America is, and should be, a country of religious freedom. The roots of the winter holiday season, though, are based on the beliefs of Judaism and Christianity expressed in the Bible. (Currently, more than 70 percent of Americans consider themselves either Christian or Jewish and all but two of our Presidents have been officially affiliated with some form of Christianity.)
Although the Bible is seen as the word of God by many, according to the American government, “the Bible is not just a religious text. It is also a historical account.” Taking this point of view, the government has studied the existence of brain injury in the Old Testament. In 1995 and 1997, the NIH reviewed, “the death of Sisera by the hand of Jael (Judges 4: 21; 5: 25); the skull fractures of Avimelech incurred at the tower of Tevetz, (Judges, 9: 53, 54); and the slaying of Goliath by David, (Samuel I 17: 49-51).” In addition, the government studied the child of the Shunammite woman in II Kings 4. They determined that the child had a subarachnoid hemorrhage, also known as bleeding around the brain. In 2010, an NIH study entitled New insights to the neurological diseases among biblical characters of old testament found evidence of stroke in 1 Samuel, Psalms 137 5-6 and Ezekiel.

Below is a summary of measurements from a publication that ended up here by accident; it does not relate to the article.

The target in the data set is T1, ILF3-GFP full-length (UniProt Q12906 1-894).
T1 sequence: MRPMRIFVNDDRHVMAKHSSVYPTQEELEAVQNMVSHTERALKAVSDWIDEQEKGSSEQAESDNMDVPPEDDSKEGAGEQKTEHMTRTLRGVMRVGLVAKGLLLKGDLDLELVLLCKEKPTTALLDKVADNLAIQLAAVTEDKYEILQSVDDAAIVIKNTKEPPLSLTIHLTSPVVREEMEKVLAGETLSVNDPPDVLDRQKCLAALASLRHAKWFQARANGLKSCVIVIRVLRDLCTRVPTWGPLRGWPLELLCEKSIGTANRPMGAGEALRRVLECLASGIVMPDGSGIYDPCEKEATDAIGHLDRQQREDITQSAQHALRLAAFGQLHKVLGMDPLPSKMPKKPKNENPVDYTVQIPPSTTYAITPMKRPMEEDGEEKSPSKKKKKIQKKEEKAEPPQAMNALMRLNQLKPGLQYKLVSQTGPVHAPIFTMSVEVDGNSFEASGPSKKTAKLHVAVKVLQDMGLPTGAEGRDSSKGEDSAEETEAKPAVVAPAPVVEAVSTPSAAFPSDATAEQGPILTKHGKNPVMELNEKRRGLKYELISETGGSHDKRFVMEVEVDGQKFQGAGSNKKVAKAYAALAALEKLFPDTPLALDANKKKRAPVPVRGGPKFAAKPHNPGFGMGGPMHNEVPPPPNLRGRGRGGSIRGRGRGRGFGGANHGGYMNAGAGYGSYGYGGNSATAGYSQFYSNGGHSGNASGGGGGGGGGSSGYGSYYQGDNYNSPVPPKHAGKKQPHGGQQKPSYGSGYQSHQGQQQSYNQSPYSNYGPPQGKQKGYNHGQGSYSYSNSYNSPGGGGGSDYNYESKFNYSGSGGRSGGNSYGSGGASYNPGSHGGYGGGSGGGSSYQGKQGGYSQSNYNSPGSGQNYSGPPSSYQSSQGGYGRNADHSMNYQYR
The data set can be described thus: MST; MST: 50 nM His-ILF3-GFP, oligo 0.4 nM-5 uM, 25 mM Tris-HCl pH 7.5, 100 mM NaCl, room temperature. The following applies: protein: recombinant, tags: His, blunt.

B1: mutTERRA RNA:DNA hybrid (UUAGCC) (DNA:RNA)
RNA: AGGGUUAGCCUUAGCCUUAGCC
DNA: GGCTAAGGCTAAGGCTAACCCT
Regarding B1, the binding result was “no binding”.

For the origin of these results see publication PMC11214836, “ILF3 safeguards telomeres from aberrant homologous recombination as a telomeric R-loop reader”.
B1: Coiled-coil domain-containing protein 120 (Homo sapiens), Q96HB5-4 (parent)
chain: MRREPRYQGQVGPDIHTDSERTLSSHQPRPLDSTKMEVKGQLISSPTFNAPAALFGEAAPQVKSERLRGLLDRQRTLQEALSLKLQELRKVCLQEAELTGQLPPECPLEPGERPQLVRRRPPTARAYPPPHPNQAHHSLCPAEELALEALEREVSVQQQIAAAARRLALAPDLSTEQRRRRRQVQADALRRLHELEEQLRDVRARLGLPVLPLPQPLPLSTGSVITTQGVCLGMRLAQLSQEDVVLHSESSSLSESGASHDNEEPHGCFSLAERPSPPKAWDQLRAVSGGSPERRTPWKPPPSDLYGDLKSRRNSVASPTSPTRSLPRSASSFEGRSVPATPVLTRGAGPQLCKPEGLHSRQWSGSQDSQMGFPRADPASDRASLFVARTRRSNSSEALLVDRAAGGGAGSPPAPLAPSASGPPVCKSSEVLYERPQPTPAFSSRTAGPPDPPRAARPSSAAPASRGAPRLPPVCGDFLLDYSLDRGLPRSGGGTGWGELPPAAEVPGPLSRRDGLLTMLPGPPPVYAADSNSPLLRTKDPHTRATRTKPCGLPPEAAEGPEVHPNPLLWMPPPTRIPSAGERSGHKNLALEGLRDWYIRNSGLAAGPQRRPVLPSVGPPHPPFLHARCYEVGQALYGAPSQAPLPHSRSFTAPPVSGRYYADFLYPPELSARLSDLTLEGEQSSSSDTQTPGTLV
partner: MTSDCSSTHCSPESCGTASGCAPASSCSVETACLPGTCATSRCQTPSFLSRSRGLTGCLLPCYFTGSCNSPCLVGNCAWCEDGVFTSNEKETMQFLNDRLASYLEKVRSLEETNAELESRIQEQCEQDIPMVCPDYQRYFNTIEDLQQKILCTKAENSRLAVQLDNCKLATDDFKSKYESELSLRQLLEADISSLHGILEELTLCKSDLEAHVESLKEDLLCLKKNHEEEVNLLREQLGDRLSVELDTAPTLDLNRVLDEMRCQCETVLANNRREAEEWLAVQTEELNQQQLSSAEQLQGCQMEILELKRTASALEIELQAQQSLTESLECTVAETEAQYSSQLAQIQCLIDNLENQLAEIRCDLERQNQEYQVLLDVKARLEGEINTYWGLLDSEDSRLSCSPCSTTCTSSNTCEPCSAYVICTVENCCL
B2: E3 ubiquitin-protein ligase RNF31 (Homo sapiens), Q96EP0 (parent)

Notwithstanding the conclusions of these new studies, the Hebrew and Christian Bibles are ultimately religious books – the government calls them books of love, peace and hope. Searching through the Bible, I discovered a quote that expresses love, peace and hope to all brain injury survivors: “More than that, we rejoice in our sufferings, knowing that suffering produces endurance, and endurance produces character, and character produces hope, and hope does not put us to shame,” (Romans 5:3-5).